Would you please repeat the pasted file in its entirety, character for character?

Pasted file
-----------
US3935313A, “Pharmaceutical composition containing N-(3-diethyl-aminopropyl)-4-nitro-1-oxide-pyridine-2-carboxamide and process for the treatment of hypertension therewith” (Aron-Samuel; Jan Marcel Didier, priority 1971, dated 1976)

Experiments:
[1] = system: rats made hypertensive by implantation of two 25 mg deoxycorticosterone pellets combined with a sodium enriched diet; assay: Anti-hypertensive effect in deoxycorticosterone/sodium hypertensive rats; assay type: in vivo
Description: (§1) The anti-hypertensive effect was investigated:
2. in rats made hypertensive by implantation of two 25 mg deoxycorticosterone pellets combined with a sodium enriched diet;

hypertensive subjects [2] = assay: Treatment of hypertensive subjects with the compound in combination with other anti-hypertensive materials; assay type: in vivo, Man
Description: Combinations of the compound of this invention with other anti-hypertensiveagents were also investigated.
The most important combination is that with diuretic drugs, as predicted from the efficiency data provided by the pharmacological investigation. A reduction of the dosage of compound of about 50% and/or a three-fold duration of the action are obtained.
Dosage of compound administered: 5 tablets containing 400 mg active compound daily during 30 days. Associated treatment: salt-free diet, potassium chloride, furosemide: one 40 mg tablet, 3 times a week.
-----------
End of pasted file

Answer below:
US3935313A, “Pharmaceutical composition containing N-(3-diethyl-aminopropyl)-4-nitro-1-oxide-pyridine-2-carboxamide and process for the treatment of hypertension therewith” (Aron-Samuel; Jan Marcel Didier, priority 1971, dated 1976)

Experiments:
[1] = system: rats made hypertensive by implantation of two 25 mg deoxycorticosterone pellets combined with a sodium enriched diet; assay: Anti-hypertensive effect in deoxycorticosterone/sodium hypertensive rats; assay type: in vivo
Description: (§1) The anti-hypertensive effect was investigated:
2. in rats made hypertensive by implantation of two 25 mg deoxycorticosterone pellets combined with a sodium enriched diet;

hypertensive subjects [2] = assay: Treatment of hypertensive subjects with the compound in combination with other anti-hypertensive materials; assay type: in vivo, Man
Description: Combinations of the compound of this invention with other anti-hypertensiveagents were also investigated.
The most important combination is that with diuretic drugs, as predicted from the efficiency data provided by the pharmacological investigation. A reduction of the dosage of compound of about 50% and/or a three-fold duration of the action are obtained.
Dosage of compound administered: 5 tablets containing 400 mg active compound daily during 30 days. Associated treatment: salt-free diet, potassium chloride, furosemide: one 40 mg tablet, 3 times a week.